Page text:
It’s the end of February 2013, and Ubisoft has started cranking up the marketing machine for more Assassin’s Creed action. After a series of small leaks, Ubisoft officially outed Assassin’s Creed IV: Black Flag, thus continuing the trend of making this a yearly series.
There was a time, fair readers, when even Ubisoft’s best and brightest developers openly discussed the notion that popping out yearly iterations of Assassin’s Creed would be a bad thing. Let’s have a look, shall we?
“Because it’s narratively driven, the games boast a high completion rate, and that’s telling us that the gameplay is balanced to everyone’s liking…They actually want to finish it, like they really want to know what happens. If you make comparisons to television series; if the story’s good, they care about the characters and it’s compelling, they’re not going to complain when a seasonal TV series comes out every year, right?
That’s not to say Assassin’s Creed will come out every year, but we feel like the momentum of ACII, AC Brotherhood and now AC Revelations will create a complete picture of Ezio’s life and also touch upon Altair. That’s something we wanted to do and we think the fans will enjoy it. It’s true, it’s a bit of a double-edged sword; we don’t want to put it out there if we don’t think there’s a compelling reason to.”
I put that one bit in bold just to emphasize my point. I don’t think it’s the developers who actually believe that Assassin’s Creed needs to hit the market every year, I think it’s Ubisoft. They look at companies like Activision with their yearly powerhouse that is Call of Duty and they say, “yes, we need to do this, too.”
Assassin’s Creed, in case you haven’t already made the connection, is Ubisoft’s Call of Duty. They’ll change the setting, change some mechanics, but it’s the same game. We’re playing the same game, folks.
At least there’s a story with this franchise fatigue.
I will say that Ubisoft has to be commended for at least one thing when it comes to pumping out Assassin’s Creed titles like they’re widgets on a factory line. They’re telling a series of strong stories. Sure, they might not fire on all cylinders with every outing, but at least we’re getting a lengthy tale that feels well worth $60.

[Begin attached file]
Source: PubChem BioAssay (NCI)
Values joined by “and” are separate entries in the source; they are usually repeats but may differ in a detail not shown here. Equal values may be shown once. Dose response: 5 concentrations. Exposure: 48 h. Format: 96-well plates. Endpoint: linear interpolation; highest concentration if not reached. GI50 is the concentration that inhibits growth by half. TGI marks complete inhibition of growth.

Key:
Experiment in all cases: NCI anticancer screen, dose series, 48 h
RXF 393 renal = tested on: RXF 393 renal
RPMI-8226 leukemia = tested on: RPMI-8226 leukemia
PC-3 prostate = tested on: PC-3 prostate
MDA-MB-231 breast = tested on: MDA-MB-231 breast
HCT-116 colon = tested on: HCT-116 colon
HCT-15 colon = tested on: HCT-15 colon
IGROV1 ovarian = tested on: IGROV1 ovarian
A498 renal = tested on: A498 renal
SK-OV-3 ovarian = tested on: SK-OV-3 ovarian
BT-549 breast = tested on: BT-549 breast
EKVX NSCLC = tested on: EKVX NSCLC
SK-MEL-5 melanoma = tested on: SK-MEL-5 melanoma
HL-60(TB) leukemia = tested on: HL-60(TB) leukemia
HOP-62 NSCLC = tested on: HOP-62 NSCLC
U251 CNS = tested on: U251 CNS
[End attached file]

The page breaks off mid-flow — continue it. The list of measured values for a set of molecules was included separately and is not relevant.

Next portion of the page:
But the simple fact of the matter is that a lot of consumers are out-and-out tired with Assassin’s Creed in general. We fell in love with this series as Ezio and Altair took to the rooftops of their respective eras. Then Ubisoft started to bang the drum in this yearly cadence, and we’ve got more Assassin’s Creed than we can shake a stick at.
This screenshot comes from Wikipedia. I just love how the most recent era is “Pirates of the Caribbean.” Regardless, check out how many Assassin’s Creed games we’ve had since 2007.
13 different entries from 2007 to 2013. Yowzers. Let’s give this thing a break, folks. Let it breathe.
Right, let it breathe.
I’ll leave you with a snippet from another interview between Ubisoft’s Jean-Francois Boivin and Eurogamer that occurred in July of 2010.
“Honestly, I think for the benefit of everybody – and business can come back and override everything I say because at the end of the day it’s about selling games – I believe that this license needs a breather. You can’t plough a field every year. Once every three years – or once every something – you have to let it breathe. You have to let the minerals back in. I think it’s the same thing with any license, really.”
You can’t plough (or “plow,” in the States) a field every year. Read that again, because it’s probably the best thing I’ve ever seen from a developer. You can’t plow a field every year. If you do, the soil loses nutrition and the crops begin to yield poorly. That applies to franchise production as well. Franchises dry up because of over production.
Oh yeah, it is “about selling games,” and it looks like the business end of Ubisoft has overridden everything Boivin said nearly three years ago.
Jean-Francois Boivin continues.
“We can see a lot of the music games that are releasing year after year – the interest is a lot less than it used to be. The excitement is a lot less than it used to be. You want to keep people excited. You gotta make people miss it a bit. It’s like, ‘Oh man! I’m so happy it’s back!’ But if you keep force-feeding to people then people are like, ‘Yeah, enough of your Assassin’s Creed’
I don’t think there’s going to be an Assassin’s Creed in 2011. I think we’re going to let it breathe a bit and really focus on bringing something new and exciting for the next time around. This [Assassin’s Creed: Brotherhood] is the end of Ezio’s story. This is it.”
Boivin absolutely nailed it back in 2010. Enough of your Assassin’s Creed, Ubisoft. Give it a break. Produce something else, then return to the land of Assassins and Templar in a few years. I want to be excited about this franchise again.